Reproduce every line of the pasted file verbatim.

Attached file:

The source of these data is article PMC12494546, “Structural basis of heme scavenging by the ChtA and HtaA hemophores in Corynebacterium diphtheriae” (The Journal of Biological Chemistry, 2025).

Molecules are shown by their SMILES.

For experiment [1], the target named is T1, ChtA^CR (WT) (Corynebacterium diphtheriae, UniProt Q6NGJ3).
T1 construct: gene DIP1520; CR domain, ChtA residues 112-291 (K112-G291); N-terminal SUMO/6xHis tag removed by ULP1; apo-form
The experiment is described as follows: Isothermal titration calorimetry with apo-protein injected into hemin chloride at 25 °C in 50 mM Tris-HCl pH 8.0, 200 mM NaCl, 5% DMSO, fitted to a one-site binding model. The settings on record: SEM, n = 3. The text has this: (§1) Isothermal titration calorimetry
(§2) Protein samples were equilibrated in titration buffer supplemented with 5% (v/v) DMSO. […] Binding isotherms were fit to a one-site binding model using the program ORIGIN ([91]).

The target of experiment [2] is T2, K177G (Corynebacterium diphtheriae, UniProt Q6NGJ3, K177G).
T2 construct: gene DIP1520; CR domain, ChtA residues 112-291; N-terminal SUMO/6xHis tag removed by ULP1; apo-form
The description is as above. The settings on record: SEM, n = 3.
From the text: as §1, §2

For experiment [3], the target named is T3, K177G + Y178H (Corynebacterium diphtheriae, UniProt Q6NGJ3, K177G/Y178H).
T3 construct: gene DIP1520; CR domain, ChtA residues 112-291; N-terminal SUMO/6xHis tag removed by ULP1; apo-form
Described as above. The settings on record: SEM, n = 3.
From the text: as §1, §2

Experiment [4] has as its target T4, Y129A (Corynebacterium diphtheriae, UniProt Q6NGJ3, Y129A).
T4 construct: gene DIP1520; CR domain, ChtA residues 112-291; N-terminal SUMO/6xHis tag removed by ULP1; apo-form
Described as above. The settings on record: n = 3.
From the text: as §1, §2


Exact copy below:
The source of these data is article PMC12494546, “Structural basis of heme scavenging by the ChtA and HtaA hemophores in Corynebacterium diphtheriae” (The Journal of Biological Chemistry, 2025).

Molecules are shown by their SMILES.

For experiment [1], the target named is T1, ChtA^CR (WT) (Corynebacterium diphtheriae, UniProt Q6NGJ3).
T1 construct: gene DIP1520; CR domain, ChtA residues 112-291 (K112-G291); N-terminal SUMO/6xHis tag removed by ULP1; apo-form
The experiment is described as follows: Isothermal titration calorimetry with apo-protein injected into hemin chloride at 25 °C in 50 mM Tris-HCl pH 8.0, 200 mM NaCl, 5% DMSO, fitted to a one-site binding model. The settings on record: SEM, n = 3. The text has this: (§1) Isothermal titration calorimetry
(§2) Protein samples were equilibrated in titration buffer supplemented with 5% (v/v) DMSO. […] Binding isotherms were fit to a one-site binding model using the program ORIGIN ([91]).

The target of experiment [2] is T2, K177G (Corynebacterium diphtheriae, UniProt Q6NGJ3, K177G).
T2 construct: gene DIP1520; CR domain, ChtA residues 112-291; N-terminal SUMO/6xHis tag removed by ULP1; apo-form
The description is as above. The settings on record: SEM, n = 3.
From the text: as §1, §2

For experiment [3], the target named is T3, K177G + Y178H (Corynebacterium diphtheriae, UniProt Q6NGJ3, K177G/Y178H).
T3 construct: gene DIP1520; CR domain, ChtA residues 112-291; N-terminal SUMO/6xHis tag removed by ULP1; apo-form
Described as above. The settings on record: SEM, n = 3.
From the text: as §1, §2

Experiment [4] has as its target T4, Y129A (Corynebacterium diphtheriae, UniProt Q6NGJ3, Y129A).
T4 construct: gene DIP1520; CR domain, ChtA residues 112-291; N-terminal SUMO/6xHis tag removed by ULP1; apo-form
Described as above. The settings on record: n = 3.
From the text: as §1, §2